‘The Black’s Law Dictionary defines “strike” as “an organized cessation or slowdown of work by employees to compel the employer to meet the employee’s demands” (Garner, 2014) .Whereas the New Britannica-Webster Dictionary defines it as: (1) Work stoppage by a body of workers to force an employer to comply with demands.(2) A temporary stoppage of activities in protest against an act or condition (Webster, 1993). Section 48 (1) of the Trade Disputes Act (TDA) defines strike as follows:Strike means the cessation of work by a body of persons employed acting in combination or a concerted refusal under a common understanding of any number of persons employed to continue to work for an employer in consequence of a dispute,done as a means of means of compelling their employer or any person or body of persons employed, or to aid other workers in compelling their employer or any person or body of persons employed, to accept or not to accept terms of employment and physical conditions of work..And in this definition: (1) “Cessation of work” includes working at speed less than usual or with less than usual efficiency; and (2) “Refusal to continue to work” includes a refusal to work at usual speed or with usual efficiency… Lord Denning M.R. in tramp Shipping Corporation v. Greenwich Marine Inc. (1975) defined strike as follows: Strike is a concerted stoppage of work by men, done… with a view to improving their wages or condition of employment, or giving vent to a grievance or making a protest about something, or otherwise supporting or sympathizing with other workmen in such endeavour.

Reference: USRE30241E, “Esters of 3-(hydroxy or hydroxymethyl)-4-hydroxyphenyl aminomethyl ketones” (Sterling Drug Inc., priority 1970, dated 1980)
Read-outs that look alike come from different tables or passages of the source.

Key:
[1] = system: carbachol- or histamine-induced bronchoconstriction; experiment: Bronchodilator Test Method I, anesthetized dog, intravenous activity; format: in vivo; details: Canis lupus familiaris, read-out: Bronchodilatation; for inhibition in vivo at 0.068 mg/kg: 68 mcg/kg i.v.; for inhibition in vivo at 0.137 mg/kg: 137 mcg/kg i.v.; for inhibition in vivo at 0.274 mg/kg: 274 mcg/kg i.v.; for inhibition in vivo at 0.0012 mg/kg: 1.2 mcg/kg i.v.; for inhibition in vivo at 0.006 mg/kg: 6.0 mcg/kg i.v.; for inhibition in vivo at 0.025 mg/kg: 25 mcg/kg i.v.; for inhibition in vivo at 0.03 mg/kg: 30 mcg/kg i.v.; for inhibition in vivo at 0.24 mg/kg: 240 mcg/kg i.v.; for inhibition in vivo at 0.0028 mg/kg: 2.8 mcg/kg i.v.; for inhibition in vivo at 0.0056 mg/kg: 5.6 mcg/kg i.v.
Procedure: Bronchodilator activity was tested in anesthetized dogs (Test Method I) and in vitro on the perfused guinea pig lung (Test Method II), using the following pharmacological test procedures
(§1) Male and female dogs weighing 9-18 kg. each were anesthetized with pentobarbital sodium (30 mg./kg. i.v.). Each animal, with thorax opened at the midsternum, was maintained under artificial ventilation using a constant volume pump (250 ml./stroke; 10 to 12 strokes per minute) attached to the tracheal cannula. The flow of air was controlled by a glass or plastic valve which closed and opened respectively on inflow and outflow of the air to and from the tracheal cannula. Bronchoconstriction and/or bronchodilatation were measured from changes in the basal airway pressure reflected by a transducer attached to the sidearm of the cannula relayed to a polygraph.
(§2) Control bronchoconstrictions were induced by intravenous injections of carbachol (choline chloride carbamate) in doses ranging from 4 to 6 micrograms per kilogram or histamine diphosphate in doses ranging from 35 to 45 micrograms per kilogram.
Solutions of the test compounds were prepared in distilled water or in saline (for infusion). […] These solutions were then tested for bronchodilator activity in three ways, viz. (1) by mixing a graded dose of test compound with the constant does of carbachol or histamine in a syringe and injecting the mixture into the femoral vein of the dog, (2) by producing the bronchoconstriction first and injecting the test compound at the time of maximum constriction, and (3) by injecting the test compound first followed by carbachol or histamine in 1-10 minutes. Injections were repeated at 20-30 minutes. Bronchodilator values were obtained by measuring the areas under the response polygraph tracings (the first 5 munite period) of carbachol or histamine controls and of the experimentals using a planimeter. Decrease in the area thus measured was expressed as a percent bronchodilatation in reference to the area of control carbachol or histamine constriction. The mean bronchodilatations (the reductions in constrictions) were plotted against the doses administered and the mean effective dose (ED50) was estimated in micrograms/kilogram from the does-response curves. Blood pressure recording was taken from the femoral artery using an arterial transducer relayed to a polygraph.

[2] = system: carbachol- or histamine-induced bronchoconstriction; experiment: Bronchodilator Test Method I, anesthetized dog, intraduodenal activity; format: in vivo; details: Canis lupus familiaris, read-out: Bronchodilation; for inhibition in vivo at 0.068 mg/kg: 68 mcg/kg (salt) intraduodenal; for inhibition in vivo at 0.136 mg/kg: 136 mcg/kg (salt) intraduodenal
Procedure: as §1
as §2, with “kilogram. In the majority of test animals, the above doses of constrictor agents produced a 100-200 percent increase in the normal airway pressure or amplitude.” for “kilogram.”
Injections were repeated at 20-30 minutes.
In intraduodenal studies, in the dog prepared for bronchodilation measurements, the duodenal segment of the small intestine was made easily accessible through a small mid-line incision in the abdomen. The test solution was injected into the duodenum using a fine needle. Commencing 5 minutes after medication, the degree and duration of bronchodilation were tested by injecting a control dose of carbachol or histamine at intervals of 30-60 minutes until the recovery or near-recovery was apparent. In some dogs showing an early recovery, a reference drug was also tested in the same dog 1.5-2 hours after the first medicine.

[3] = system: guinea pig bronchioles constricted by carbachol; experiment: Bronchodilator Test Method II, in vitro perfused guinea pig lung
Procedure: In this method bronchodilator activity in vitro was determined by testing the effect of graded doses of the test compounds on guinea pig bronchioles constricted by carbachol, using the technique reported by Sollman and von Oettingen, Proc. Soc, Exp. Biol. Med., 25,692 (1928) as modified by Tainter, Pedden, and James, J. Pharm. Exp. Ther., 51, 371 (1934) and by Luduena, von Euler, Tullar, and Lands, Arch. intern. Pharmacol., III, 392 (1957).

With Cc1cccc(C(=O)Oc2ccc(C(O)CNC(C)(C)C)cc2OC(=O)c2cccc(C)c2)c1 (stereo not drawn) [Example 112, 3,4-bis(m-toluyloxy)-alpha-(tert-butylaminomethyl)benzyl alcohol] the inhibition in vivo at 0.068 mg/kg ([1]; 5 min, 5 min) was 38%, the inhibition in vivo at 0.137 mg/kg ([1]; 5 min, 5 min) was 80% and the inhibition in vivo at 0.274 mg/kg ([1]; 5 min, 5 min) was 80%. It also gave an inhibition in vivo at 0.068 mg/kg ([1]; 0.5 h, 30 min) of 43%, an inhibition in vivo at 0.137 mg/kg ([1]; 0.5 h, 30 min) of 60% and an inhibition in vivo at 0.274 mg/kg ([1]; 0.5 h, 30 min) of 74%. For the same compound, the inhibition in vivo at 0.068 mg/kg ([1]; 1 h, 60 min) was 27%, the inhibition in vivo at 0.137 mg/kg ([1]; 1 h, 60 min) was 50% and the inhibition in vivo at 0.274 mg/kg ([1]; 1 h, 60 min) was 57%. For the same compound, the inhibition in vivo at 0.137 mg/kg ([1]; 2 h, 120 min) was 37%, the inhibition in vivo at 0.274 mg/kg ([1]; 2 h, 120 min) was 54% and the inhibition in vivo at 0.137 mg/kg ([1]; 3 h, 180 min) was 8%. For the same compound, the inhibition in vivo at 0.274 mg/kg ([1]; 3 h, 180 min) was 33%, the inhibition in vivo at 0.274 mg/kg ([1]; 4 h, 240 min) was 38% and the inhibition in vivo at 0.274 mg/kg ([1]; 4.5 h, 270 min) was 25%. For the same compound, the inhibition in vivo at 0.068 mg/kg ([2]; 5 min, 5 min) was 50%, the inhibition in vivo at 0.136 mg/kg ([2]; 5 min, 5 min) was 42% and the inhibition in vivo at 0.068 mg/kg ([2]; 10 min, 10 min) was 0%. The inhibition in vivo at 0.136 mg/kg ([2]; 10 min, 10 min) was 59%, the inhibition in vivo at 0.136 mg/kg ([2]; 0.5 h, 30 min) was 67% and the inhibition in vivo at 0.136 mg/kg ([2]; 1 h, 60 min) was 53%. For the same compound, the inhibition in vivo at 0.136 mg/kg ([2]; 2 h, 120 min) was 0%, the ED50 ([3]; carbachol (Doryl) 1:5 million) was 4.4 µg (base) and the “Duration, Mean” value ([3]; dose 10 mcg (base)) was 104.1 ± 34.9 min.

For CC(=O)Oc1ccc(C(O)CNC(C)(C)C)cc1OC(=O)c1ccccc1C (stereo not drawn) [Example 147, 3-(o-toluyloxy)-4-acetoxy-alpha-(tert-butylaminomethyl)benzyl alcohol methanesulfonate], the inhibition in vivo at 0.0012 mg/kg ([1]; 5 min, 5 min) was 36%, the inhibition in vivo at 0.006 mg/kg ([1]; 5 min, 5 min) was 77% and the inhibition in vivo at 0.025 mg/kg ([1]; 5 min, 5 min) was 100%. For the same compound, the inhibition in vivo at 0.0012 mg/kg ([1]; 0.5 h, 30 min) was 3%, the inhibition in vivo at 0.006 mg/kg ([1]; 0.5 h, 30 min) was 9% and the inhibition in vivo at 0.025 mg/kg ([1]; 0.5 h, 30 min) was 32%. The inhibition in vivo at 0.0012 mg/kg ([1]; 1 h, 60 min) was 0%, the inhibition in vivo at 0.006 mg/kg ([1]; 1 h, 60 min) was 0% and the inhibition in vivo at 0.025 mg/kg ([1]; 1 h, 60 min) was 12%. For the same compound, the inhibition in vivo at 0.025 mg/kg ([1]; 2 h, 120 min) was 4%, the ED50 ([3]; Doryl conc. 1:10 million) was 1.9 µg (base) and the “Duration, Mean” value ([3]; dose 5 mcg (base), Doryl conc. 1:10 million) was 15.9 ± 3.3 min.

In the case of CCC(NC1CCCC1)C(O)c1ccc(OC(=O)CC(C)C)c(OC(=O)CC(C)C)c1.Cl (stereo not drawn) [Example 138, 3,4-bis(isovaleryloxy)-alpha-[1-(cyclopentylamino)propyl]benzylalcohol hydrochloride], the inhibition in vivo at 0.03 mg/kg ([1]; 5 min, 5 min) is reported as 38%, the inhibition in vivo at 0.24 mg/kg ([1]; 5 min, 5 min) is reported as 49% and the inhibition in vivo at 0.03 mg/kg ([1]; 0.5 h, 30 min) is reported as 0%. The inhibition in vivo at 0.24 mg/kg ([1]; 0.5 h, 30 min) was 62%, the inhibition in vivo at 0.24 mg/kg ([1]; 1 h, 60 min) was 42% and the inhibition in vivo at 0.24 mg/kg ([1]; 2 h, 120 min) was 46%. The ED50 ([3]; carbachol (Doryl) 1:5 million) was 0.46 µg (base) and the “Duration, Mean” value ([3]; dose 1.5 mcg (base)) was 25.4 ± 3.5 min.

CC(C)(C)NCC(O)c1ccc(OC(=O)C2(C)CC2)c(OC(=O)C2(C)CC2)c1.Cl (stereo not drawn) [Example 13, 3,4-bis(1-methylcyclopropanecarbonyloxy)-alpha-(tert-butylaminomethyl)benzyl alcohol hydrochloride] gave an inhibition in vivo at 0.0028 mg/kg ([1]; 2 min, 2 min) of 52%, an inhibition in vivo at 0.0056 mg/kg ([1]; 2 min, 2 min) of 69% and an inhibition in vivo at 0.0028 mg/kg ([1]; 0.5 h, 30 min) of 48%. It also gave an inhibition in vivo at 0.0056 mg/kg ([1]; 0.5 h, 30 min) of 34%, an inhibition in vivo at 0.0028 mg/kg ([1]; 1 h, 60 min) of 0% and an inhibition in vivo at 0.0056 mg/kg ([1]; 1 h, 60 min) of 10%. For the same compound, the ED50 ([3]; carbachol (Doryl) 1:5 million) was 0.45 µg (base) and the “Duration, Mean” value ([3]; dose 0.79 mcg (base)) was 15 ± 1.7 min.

Now, as suggested by G.G. Otuturu, and I agree, the “ILO Convention 87 of 1948: Convention on Freedom of Association and Protection of the Right to Organize”, gives insights into international dimensions on the matter. The Convention (Nigeria is a signatory thereto) guarantees workers’ right to freely organise and associate. Let’s see also the TRADE UNIONS (AMENDMENT) ACT, 2005 on workers’ RIGHT TO STRIKE IN NIGERIA. It appears that under the Act,